To date, Mak has made two feature-length documentaries. One Way Street on a Turntable (2007) is an experimental essay film or assemblage that combines found archival footage, Super 8 mm material, as well as DV footage and field recordings into a multifaceted audiovisual portrait of Hong Kong. It is edited in such a way as to allow viewers to explore different “chapters” of the film in their own preferred order. The film also proposes looking at the territory from the insider/outsider perspectives of two women, respectively from Hong Kong and Mainland China. Mak’s more recent work, On the Edge of a Floating City, We Sing (2012), is likewise an experimental and heterogeneously textured documentary that looks at a number of musicians from Hong Kong’s independent music scene, exploring the roots that bind them to the territory’s society, politics, and cityscape. The film focuses in particular on artists from the groups my little airport, The Pancakes, and mininoise.

Filmography   Top

Feature Films:

Role
Title (English)
Title (Chinese)
Year
DirectorFrom The Factories我們來自工廈2015
DirectorWho is Afraid of Ghost?!邊個驚鬼?!2009
DirectorOne-Way Street On A Turntable唱盤上的單行道2007
Co-directed with Joanne Poon, Mirana May Szeto, Maryann King and Ellen Yuen
Producer
Din Gei Ham Lan顛雞喊欄1996
DirectorLook! Documentary…玩玩紀錄片1993


Shorts:

Role
Title (English)
Title (Chinese)
Year
DirectorOn The Edge Of A Floating City, We Sing在浮城的角落唱首歌2012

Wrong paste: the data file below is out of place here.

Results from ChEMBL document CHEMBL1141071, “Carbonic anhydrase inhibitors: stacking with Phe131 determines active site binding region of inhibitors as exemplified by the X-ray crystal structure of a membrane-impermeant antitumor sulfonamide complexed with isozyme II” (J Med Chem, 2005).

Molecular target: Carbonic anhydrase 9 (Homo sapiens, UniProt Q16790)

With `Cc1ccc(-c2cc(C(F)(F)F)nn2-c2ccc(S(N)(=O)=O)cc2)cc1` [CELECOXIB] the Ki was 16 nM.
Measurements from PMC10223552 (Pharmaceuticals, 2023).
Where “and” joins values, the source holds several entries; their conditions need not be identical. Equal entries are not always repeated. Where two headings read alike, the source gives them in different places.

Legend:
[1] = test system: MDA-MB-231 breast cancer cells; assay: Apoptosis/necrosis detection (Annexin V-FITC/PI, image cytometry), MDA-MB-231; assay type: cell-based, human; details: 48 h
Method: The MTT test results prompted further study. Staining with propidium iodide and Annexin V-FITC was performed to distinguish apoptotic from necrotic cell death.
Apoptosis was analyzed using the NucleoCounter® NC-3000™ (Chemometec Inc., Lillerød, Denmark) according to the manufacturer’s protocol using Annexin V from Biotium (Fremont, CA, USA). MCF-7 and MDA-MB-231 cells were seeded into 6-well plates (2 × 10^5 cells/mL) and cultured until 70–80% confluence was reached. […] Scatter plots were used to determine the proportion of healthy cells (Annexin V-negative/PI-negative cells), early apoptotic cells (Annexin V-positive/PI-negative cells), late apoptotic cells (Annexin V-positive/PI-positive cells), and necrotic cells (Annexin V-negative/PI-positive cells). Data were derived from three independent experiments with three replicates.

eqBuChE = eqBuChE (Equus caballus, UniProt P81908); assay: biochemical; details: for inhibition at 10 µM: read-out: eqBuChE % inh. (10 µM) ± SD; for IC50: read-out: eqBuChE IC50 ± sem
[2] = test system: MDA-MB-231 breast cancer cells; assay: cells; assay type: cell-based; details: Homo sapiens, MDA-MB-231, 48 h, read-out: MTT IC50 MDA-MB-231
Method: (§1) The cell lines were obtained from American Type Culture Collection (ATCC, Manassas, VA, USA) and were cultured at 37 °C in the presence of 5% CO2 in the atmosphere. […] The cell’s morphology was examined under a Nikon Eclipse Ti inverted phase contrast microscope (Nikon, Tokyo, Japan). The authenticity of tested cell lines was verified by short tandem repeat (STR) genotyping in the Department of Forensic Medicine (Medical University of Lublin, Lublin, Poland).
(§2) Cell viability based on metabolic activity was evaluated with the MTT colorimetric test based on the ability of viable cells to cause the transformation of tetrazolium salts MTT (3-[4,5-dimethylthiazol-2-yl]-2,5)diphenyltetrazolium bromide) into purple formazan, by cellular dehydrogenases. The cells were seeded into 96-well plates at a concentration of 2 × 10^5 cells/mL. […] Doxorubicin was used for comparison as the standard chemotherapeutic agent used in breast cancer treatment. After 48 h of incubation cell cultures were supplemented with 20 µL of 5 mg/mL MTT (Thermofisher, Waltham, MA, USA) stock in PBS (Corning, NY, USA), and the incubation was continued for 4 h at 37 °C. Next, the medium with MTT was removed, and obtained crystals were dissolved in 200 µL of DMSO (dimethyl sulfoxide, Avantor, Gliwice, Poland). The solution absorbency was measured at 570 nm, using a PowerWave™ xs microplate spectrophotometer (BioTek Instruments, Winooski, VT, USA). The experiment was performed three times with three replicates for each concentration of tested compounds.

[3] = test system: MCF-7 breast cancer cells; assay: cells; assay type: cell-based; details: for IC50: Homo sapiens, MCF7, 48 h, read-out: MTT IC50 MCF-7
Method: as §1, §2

DirectorA Wishing Well Under The Not A Big Blue Sky不是大藍天下的願望井2005
DirectorMoving/By Not Moving佇著良久… …2004
DirectorTRA(I)NSIENT2003
DirectorDo We Still Need An Incinerator?我們還需要焚化爐嗎?2001
Director
Producer
Invisible Bodies (And So The Cities)看不見的身體 (所以及其城市)2001
DirectorDifferences Do Matter大不同1998
DirectorCelebration in the Time of Bitter Songs (Movement Version)節慶九七之勁歌甘曲(運動版)1997
DirectorCelebration in the Time of Bitter Songs (Music Version)節慶九七之勁歌甘曲 (音樂版)1997
DirectorMusic Video IV: women.subjectivity@body.politics音樂錄像IV: 四眼大傻妹1996
DirectorButterfly Lovers (New Version)新祝梁傳之流紅會1995
DirectorMusic Video III: Ding Tong (Aids Virus)音樂錄像III: 叮噹您之看見病毒看見您1995
DirectorMusic Video II: Step On It Through the Strom音樂錄像II: 風雨中驅車奔馳1993
DirectorMusic Video I: Sexual Politics Of Meat音樂錄像I: 肉的性別政治1992
DirectorTwo Or Three Things I Know About Them我略知道關於她們的二三事1991

Reviews   Top

On The Edge Of A Floating City, We Sing (2009) Reviews:

Douban – Dorothy (In Chinese):
http://movie.douban.com/review/5384997/
Headline (In Chinese):
http://hd.stheadline.com/arts/arts_content.asp?contid=119974&srctype=g
One Band One Day (In Chinese):